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The DC Circuit affirmed the dismissal of Nueva's application to the FCC for a license to construct and operate a Lower Power FM Radio (LPFM) station in Philadelphia. Because Nueva's interpretation of a Blog Post authored by the Chief of the Media Bureau, which was intended to give guidance to applicants, was not correct, the court affirmed the Commission's denial of the application for review without reaching Nueva's claim that the Blog Post was binding upon the Commission. In this case, the Commission's interpretation of the Blog Post was not arbitrary and capricious. The court also held that Nueva forfeited its argument that it did not have fair notice of the Commission's interpretation of the Blog Post. View "Nueva Esperanza, Inc. v. FCC" on Justia Law

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Petitioners sought review of the FCC's order reversing a decades-old, rebuttable presumption that determined whether state and local franchising authorities may regulate cable rates. Under its new Order, the Commission presumes there is Competing Provider Effective Competition and places the burden upon the franchising authority that wants to regulate basic cable rates to prove there is not effective competition in its area. The D.C. Circuit denied the petition for review and held that the Commission's use of a rebuttable presumption to comply with the statutory requirement that it make a finding on the state of competition in each franchise area was a permissible construction of the statutory requirement that the Commission find effective competition before terminating rate regulation; the Commission reasonably interpreted the Communications Act to allow, after a finding of effective competition, termination of existing certifications without having to wait for a petition of the kind referenced in 47 U.S.C. 543(a)(5); and the court rejected arguments regarding the STELA Reauthorization Act. The court also held that the Commission's rule was not arbitrary nor capricious. View "National Association of Telecommunications Officers and Advisors v. FCC" on Justia Law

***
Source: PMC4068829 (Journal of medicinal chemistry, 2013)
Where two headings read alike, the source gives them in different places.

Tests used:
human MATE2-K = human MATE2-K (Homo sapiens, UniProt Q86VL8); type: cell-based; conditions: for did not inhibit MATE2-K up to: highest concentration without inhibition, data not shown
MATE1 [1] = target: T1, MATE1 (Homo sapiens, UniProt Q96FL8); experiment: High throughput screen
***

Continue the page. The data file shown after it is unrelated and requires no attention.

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Petitioners challenged the Commission's order that set permanent rate caps and ancillary fee caps for interstate inmate calling services (ICS) calls. After the presidential inauguration in January 2017, counsel for the FCC advised the court that, due to a change in the composition of the Commission, "a majority of the current Commission does not believe that the agency has the authority to cap intrastate rates" under section 276 of the Communications Act of 1934. Consequently, the DC Circuit granted in part and denied in part the petitions for review, remanding for further proceedings. The court also dismissed two claims as moot. The court held that the order's proposed caps on intrastate rates exceed the FCC's statutory authority under the Telecommunications Act of 1996 Act; the use of industry-averaged cost data as proposed in the Order was arbitrary and capricious because it lacked justification in the record and was not supported by reasoned decisionmaking; the order's imposition of video visitation reporting requirements was beyond the statutory authority of the Commission; and the order's proposed wholesale exclusion of site commission payments from the FCC's cost calculus was devoid of reasoned decisionmaking and thus arbitrary and capricious. View "Global Tel*Link v. FCC" on Justia Law

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Neustar petitioned for review of the FCC's orders naming another company, Telcordia, to replace it as the Local Number Portability Administrator (LNPA). The DC Circuit held that it had jurisdiction to hear Neustar's petition; the Order did not qualify as a rule, and there was no requirement of notice-and-comment rulemaking when selecting the LNPA; neither the FCC's neutrality determination nor its cost analysis was arbitrary and capricious; and the FCC's Best and Final Offers (BAFO) determination was not arbitrary and capricious. Because the court found no error in the FCC's decision, the court denied the petitions for review. View "Neustar, Inc. v. FCC" on Justia Law

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The Junk Fax Prevention Act of 2005, 47 U.S.C. 227(b) bans most unsolicited fax advertisements, but allows unsolicited fax advertisements in certain commercial circumstances. The FCC issued a rule in 2006 that requires businesses to include opt-out notices not just on unsolicited fax advertisements, but also on solicited fax advertisements. Petitioners, businesses that send solicited fax advertisements, contend that the FCC's new rule exceeds the FCC's authority under the Act. The court held that the Act's requirement that businesses include an opt-out notice on unsolicited fax advertisements does not authorize the FCC to require businesses to include an opt-out notice on solicited fax advertisements. Therefore, the court held that the FCC's 2006 Solicited Fax Rule is unlawful to the extent that it requires opt-out notices on solicited faxes. The court vacated the order in this case because it interpreted and applied that 2006 Rule, remanding for further proceedings. View "Bais Yaakov of Spring Valley v. FCC" on Justia Law